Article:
The Four Anti-Trans Bills Filed by the Louisiana Legislature This Session Will Not Become Law

Firma de Memorando de entendimiento entre el Estado de Louisiana y Cuba. Por la parte cubana firmó Manuel Ferna ndo Pérez Guerra, director general de la Autoridad Portuaria Nacional de Cuba, y el Gobernador John Bel Edwards, por la norteamericana. Foto:” by Cubadebate is licensed under CC BY-NC-SA 2.0

On Tuesday, Governor John Bel Edwards vetoed SB 156, by Senator Beth Mizell, which would have barred transgender girls and women from joining sports teams that match their gender identity. Edwards called the proposal discrimination and a “solution in search of a problem that does not exist in Louisiana.” 

Beth Mizell, who sponsored the legislation, said she created it to maintain a fair playing field in women’s sports, however, throughout the session, she was unable to name a single example where transgender participation in sports had resulted in unfairness in Louisiana. 

Acknowledging this, Edwards in his statement on vetoing the bill said, “Even the author of the bill acknowledged throughout the legislative session that there wasn’t a single case where this was an issue.” 

The legislation “would make life more difficult for transgender children, who are some of the most vulnerable Louisianans when it comes to mental health,” Edwards explained in his veto message. “We should be looking for more ways to unite rather than divide our citizens.”

Transgender students are already limited from participating in sports because the Louisiana High School Athletics Association’s rules require them to undergo drastic medical intervention, like sex reassignment surgery, before they can. After medical intervention, they still have to wait two years to participate on a sport’s team that matches their gender identity. 

“Like all students, transgender kids deserve the same chances to learn teamwork, sportsmanship, leadership, and self-discipline, and to build a sense of belonging with their peers,” said Dylan Waguespack, board president of Louisiana Trans Advocates. “Gov. Edwards sent a strong message to the trans youth who were consistently attacked in this legislative session that he’s their governor too.”

The measure was advanced by the Senate with a vote of 29-6 and cleared the House with a vote of 78-19. These wide margins mean the legislature could potentially override the governor’s veto if it called itself back to Baton Rouge for a special veto override session. 

House Speaker Clay Schexnayder said that he supports calling a special session to override Edward’s veto, however, a majority of members in both chambers would have to agree to return and it would also be the first time in its history the legislature called a special session.

A companion bill to SB 156 was filed in the House of Representatives by Representative Beryl Amedee. The bill, HB 542, would have essentially done the same thing as SB 156, however, it didn’t gain nearly as much traction. The Louisiana House Education Committee voted 6-5 to reject HB 542, with two Republicans joining Democrats on the committee to squash the bill.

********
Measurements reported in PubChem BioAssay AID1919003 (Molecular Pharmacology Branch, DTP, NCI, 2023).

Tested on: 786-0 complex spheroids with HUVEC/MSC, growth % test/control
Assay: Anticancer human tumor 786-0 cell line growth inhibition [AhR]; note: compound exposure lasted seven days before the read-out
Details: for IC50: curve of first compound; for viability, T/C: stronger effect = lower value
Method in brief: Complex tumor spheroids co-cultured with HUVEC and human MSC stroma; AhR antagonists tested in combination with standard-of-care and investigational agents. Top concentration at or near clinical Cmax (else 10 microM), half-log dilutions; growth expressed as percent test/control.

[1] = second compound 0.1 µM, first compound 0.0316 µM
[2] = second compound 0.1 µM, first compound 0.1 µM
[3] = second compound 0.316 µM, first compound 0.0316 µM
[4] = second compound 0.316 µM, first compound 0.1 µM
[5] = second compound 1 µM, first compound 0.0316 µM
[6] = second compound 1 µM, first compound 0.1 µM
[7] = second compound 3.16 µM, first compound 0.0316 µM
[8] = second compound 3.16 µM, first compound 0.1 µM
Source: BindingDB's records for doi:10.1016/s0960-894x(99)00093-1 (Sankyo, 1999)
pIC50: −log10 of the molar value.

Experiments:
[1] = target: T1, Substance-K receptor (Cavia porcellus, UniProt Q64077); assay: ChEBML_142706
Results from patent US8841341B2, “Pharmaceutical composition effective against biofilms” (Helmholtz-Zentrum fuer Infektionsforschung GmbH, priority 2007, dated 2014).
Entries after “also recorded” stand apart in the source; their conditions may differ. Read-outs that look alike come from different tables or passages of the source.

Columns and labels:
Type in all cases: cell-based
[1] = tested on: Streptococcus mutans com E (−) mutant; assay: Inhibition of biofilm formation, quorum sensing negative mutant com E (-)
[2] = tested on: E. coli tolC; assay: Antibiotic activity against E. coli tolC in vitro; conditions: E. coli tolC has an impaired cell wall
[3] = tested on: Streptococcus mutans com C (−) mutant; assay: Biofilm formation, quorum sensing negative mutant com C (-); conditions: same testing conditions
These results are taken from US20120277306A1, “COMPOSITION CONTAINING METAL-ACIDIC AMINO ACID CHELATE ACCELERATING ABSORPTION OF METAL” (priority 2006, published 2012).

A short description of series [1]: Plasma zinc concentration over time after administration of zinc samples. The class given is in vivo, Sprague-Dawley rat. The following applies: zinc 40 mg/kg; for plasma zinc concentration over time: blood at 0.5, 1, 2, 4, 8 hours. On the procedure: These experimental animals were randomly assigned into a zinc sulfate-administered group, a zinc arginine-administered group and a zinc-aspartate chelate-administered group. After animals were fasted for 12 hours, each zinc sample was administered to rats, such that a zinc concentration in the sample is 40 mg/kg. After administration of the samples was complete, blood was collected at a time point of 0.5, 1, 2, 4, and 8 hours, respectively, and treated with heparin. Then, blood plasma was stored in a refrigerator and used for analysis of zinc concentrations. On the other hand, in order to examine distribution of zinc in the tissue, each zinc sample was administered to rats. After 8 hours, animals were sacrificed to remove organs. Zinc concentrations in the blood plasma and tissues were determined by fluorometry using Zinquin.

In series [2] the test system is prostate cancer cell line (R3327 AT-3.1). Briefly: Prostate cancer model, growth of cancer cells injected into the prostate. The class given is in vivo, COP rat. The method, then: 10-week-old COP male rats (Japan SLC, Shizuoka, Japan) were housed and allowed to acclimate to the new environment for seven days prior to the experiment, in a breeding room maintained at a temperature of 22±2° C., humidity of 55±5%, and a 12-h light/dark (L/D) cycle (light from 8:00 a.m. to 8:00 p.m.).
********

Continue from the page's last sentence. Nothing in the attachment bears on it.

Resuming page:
There were two other anti-trans bills in Louisiana’s legislature this year. Instead of dealing with trans youth sports participation though, they worked to block and prohibit trans youth from receiving healthcare. 

Gabe Firment filed HB 575 which would completely ban gender-affirming health care for youth and create criminal penalties for medical personnel who provide care. This bill would have also required school officials to out trans and gender non-conforming students to their parents. HB575 stalled in the house, not moving forward to be passed. 

Similarly, Mike Fesi filed SB 104 which would have prohibited gender therapy for transgender youth unless both parents gave written consent. Fesi shelved his bill after immense opposition from transgender people, health care providers, and advocates. 

Trans youth argued that if one parent wasn’t part of their life, the bill would keep them from getting care, while providers said the bill would keep them from giving care to people who direly need it. Fesi said he brought the bill because “parents need to be involved” and children are being “brainwashed” by Youtube and other social media platforms.

“This legislation is completely unnecessary,” Melissa Flournoy, a former state legislator who now chairs the board of Louisiana Progress Action, said. “If young people live at home and are on their parent’s insurance, the parents are involved.”

In 2021, there were 85 anti-transgender bills filed across the country. Many of the bills featured copycat sections and similar phrases, leading many advocates to believe it was a coordinated attack. The four bills in Louisiana did not pass, yet, advocates in the state need to continue to be vigilant against attacks from anti-trans legislators and groups. 

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